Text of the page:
The perks and pitfalls of interest only loans

27th Jul 2016By: Adrian Sheahan

Are interest only loans a good option? It’s a common question, and the short answer is that interest only loans often provide unintended downside risk, and should only be recommended under specific circumstances.

This stance is backed by the banking regulator, APRA, with lenders now required to detail why they have provided a borrower with an interest only repayment structure, and why it’s suitable for their situation and needs.

So when are interest only loans suitable? First, let’s consider the potential benefits of a loan where the repayments during the initial period of the loan (usually up to five years) are interest only, before converting to Principal and Interest for the remaining term.

The benefits

  • As there is no requirement to reduce the loan principal, the repayments during the interest only period are less than those under a Principal and Interest repayment structure, providing improved cash flow for the borrower.
  • It can be used by investors who rely upon growth in the property value (capital gain) to create wealth, while minimising repayments and maximising tax deductions against the asset in the short term. This is an important tool in a negative gearing strategy.
  • Interest Only loans allow borrowers with reduced income in the short term (e.g. during periods of parental leave or a career break) to minimise their loan repayments. This can release the financial pressure on the borrower until they return to work, or re-establish their income stream.
  • It can allow investors to use more of their income to repay loans where the loan costs are non-deductible, such as their owner-occupied property loan. However this is a strategy that needs to be discussed with a financial adviser or accountant to confirm it suits the applicant’s situation.
  • If the borrower’s property is on the market, or they have a large sum of money due to them in the short term, interest only repayments may be suitable to relieve cash flow pressures pending receipt of the money or sale of the property.

Interest only loans are not without risk however – so what are the pitfalls of interest only repayments?

The pitfalls

  • The obvious negative outcome is that the loan balance is not reduced. Therefore, if the property value does not rise, or worse, it decreases in value, the borrower’s equity in the property may be reduced, or in extreme circumstances, the loan may even exceed the property value. For investors, that leaves their strategy in tatters and for the home owner, it leaves them owning less (or none) of what’s potentially the biggest purchase of their life.
  • When the interest only period expires and the repayments change to principal and interest, the loan repayments will increase significantly, leaving the borrower at risk of being unable to afford the loan and of being forced to sell the property to pay out the debt. The repayments increase for two reasons;
  1. The new repayments will include a principal repayment component over and above the interest amount being paid prior to the change.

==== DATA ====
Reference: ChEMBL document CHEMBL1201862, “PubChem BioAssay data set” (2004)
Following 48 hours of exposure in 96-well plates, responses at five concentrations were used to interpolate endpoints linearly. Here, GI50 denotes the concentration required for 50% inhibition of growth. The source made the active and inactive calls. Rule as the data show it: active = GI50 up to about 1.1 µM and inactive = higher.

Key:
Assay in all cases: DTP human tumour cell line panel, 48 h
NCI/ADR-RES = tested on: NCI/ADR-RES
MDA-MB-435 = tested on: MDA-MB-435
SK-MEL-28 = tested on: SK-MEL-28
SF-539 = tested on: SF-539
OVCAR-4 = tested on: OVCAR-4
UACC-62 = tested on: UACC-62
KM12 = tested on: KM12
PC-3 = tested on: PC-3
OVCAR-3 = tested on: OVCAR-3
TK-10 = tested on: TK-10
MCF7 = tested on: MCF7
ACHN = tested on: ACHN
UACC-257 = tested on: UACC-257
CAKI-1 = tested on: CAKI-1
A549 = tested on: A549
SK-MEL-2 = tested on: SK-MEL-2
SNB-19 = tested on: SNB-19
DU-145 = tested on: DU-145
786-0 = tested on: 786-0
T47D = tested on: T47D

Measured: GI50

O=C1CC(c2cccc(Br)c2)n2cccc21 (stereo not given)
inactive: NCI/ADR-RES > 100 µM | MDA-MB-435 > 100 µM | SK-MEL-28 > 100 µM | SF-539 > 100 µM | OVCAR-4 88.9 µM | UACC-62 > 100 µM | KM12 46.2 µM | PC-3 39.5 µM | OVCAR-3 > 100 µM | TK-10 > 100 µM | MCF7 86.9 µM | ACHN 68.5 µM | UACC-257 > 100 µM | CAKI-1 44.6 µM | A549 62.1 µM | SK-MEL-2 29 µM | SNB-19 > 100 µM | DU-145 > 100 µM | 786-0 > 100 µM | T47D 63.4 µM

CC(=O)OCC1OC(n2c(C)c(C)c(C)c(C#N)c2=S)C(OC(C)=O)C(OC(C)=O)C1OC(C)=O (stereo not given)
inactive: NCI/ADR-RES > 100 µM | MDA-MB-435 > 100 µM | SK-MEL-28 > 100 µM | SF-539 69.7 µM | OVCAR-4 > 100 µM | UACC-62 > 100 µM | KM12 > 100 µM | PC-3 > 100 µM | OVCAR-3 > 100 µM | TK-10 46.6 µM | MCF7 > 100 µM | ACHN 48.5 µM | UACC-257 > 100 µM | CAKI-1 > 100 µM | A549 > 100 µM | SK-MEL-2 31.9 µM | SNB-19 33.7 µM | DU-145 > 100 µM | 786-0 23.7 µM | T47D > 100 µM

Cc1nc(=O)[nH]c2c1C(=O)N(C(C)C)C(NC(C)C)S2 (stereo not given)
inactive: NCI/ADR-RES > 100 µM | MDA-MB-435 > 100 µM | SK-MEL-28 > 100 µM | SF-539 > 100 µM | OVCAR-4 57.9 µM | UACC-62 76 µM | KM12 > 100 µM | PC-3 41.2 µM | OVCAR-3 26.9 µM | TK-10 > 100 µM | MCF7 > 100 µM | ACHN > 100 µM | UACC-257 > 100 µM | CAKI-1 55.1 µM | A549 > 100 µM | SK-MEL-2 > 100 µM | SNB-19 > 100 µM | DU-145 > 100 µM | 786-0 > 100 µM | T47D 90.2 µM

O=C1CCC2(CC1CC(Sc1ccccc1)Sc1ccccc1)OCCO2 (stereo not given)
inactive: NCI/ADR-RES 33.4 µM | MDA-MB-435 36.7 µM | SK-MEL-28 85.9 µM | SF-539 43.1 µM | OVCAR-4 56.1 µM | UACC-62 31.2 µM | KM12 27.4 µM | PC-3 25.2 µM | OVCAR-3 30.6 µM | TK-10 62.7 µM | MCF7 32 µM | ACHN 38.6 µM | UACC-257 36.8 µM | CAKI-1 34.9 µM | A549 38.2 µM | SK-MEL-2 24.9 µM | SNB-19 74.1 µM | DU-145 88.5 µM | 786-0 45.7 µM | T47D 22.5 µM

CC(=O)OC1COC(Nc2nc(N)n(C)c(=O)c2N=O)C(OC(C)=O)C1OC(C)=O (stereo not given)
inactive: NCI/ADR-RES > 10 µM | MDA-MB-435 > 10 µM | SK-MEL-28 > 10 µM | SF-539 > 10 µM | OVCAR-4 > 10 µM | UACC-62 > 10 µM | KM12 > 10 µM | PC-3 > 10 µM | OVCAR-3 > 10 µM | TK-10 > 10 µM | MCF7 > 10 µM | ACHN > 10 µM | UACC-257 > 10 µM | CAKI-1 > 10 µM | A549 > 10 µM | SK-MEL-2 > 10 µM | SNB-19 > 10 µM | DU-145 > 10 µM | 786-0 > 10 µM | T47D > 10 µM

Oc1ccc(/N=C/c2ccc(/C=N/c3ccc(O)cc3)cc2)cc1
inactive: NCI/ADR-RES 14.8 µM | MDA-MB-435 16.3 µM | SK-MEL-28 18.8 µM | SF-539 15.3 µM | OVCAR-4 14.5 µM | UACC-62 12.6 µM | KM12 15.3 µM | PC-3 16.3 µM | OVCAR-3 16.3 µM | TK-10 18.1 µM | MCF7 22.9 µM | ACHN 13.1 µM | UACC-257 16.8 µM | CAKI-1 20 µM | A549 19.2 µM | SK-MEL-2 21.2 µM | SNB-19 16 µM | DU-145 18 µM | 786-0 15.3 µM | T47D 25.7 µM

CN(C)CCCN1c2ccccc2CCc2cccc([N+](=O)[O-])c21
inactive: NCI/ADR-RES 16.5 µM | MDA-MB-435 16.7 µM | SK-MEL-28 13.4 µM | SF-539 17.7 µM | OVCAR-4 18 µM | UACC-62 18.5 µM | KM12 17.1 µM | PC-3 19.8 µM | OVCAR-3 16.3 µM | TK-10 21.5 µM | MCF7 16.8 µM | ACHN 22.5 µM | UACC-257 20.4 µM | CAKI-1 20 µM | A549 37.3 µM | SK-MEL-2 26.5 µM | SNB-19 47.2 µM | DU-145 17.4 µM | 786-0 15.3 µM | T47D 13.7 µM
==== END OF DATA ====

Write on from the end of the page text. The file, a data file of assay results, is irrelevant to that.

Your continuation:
2. The principal and interest repayments are calculated on the remaining term of the loan, not the original term. So, the borrower has the same amount of debt to repay as when they took the loan, but a shorter period to do so.

To illustrate these points, consider the following scenario.

Mr and Mrs Applicant sign up for a loan of $500,000 over 25 years with an interest rate of 5.00%. They opt for a five-year interest only period, before converting to principal and interest repayments for the remaining loan term.

During the interest only period, repayments will be approximately $2,085 per month. When the initial five-year interest only period expires, the repayments on a principal and interest basis will jump to $3,299. That’s an increase of $1,214 per month for the remaining 20 years, and a lot of money in anyone’s language.

The overall cost of the loan will also be significantly higher under this scenario.

If the loan was repaid over 25 years on a monthly principal and interest basis, the total cost would be $876,885. By electing repayments on a five-year interest only basis before reverting to principal and interest repayments, the total cost is $916,946, a difference of over $40,000!

Interest only loans often have a higher interest rate. In response to APRA’s concerns, many lenders now charge a premium on the interest rate for interest only borrowings, lifting the rates by as much as 0.25% on interest only facilities.

So, while there are very real circumstances and strategies when interest only borrowings are the most suitable loan structure, the above example demonstrates the risks associated with interest only loans and why APRA are concerned about their use – particularly when the loan is for the borrowers principle place of residence.

For Switzer Home Loans (and for any good lender), the primary objective is to provide the loan product that best matches the borrowers needs and maximises their wealth. Interest only loans do not always meet this criteria, so if you are considering a loan with interest only repayments, speak with us, your financial adviser, or a loan specialist to identify the right structure for you.

Adrian Sheahan is the manager of lending operations at Switzer Home Loans. Contact him today for a free loan health check.